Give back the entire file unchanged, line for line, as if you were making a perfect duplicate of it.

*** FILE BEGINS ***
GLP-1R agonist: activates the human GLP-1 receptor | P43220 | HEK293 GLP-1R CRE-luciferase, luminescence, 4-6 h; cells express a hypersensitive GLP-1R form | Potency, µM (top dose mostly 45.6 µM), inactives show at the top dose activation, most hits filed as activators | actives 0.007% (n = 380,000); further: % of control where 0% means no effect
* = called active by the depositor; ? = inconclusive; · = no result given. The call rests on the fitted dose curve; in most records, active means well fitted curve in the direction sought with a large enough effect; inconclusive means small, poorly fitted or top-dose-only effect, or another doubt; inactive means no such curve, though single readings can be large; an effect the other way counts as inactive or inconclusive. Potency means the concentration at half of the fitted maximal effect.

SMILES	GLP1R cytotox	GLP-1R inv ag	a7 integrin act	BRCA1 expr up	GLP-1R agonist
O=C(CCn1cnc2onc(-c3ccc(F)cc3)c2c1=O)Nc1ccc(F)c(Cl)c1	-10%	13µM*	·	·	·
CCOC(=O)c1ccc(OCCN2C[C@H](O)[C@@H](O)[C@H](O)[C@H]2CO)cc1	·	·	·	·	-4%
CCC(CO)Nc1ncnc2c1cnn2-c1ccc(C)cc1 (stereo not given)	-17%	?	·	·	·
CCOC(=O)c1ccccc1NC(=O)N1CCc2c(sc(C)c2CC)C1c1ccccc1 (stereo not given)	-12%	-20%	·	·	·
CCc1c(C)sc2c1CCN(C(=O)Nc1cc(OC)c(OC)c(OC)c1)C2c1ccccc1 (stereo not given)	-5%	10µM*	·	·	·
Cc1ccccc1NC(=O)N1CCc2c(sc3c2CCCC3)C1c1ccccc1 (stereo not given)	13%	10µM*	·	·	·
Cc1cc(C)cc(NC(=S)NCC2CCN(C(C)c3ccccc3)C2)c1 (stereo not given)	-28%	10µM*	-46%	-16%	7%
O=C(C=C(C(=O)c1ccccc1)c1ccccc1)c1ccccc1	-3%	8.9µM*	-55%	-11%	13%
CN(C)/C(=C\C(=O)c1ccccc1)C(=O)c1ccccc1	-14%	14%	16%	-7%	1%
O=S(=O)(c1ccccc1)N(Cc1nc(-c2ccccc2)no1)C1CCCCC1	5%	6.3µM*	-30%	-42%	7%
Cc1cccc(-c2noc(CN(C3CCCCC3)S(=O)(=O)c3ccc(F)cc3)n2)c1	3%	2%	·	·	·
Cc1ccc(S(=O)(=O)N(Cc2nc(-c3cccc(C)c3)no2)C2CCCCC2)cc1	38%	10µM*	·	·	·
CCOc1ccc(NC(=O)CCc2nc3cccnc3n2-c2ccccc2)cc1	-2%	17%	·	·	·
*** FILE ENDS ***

GLP-1R agonist: activates the human GLP-1 receptor | P43220 | HEK293 GLP-1R CRE-luciferase, luminescence, 4-6 h; cells express a hypersensitive GLP-1R form | Potency, µM (top dose mostly 45.6 µM), inactives show at the top dose activation, most hits filed as activators | actives 0.007% (n = 380,000); further: % of control where 0% means no effect
* = called active by the depositor; ? = inconclusive; · = no result given. The call rests on the fitted dose curve; in most records, active means well fitted curve in the direction sought with a large enough effect; inconclusive means small, poorly fitted or top-dose-only effect, or another doubt; inactive means no such curve, though single readings can be large; an effect the other way counts as inactive or inconclusive. Potency means the concentration at half of the fitted maximal effect.

SMILES	GLP1R cytotox	GLP-1R inv ag	a7 integrin act	BRCA1 expr up	GLP-1R agonist
O=C(CCn1cnc2onc(-c3ccc(F)cc3)c2c1=O)Nc1ccc(F)c(Cl)c1	-10%	13µM*	·	·	·
CCOC(=O)c1ccc(OCCN2C[C@H](O)[C@@H](O)[C@H](O)[C@H]2CO)cc1	·	·	·	·	-4%
CCC(CO)Nc1ncnc2c1cnn2-c1ccc(C)cc1 (stereo not given)	-17%	?	·	·	·
CCOC(=O)c1ccccc1NC(=O)N1CCc2c(sc(C)c2CC)C1c1ccccc1 (stereo not given)	-12%	-20%	·	·	·
CCc1c(C)sc2c1CCN(C(=O)Nc1cc(OC)c(OC)c(OC)c1)C2c1ccccc1 (stereo not given)	-5%	10µM*	·	·	·
Cc1ccccc1NC(=O)N1CCc2c(sc3c2CCCC3)C1c1ccccc1 (stereo not given)	13%	10µM*	·	·	·
Cc1cc(C)cc(NC(=S)NCC2CCN(C(C)c3ccccc3)C2)c1 (stereo not given)	-28%	10µM*	-46%	-16%	7%
O=C(C=C(C(=O)c1ccccc1)c1ccccc1)c1ccccc1	-3%	8.9µM*	-55%	-11%	13%
CN(C)/C(=C\C(=O)c1ccccc1)C(=O)c1ccccc1	-14%	14%	16%	-7%	1%
O=S(=O)(c1ccccc1)N(Cc1nc(-c2ccccc2)no1)C1CCCCC1	5%	6.3µM*	-30%	-42%	7%
Cc1cccc(-c2noc(CN(C3CCCCC3)S(=O)(=O)c3ccc(F)cc3)n2)c1	3%	2%	·	·	·
Cc1ccc(S(=O)(=O)N(Cc2nc(-c3cccc(C)c3)no2)C2CCCCC2)cc1	38%	10µM*	·	·	·
CCOc1ccc(NC(=O)CCc2nc3cccnc3n2-c2ccccc2)cc1	-2%	17%	·	·	·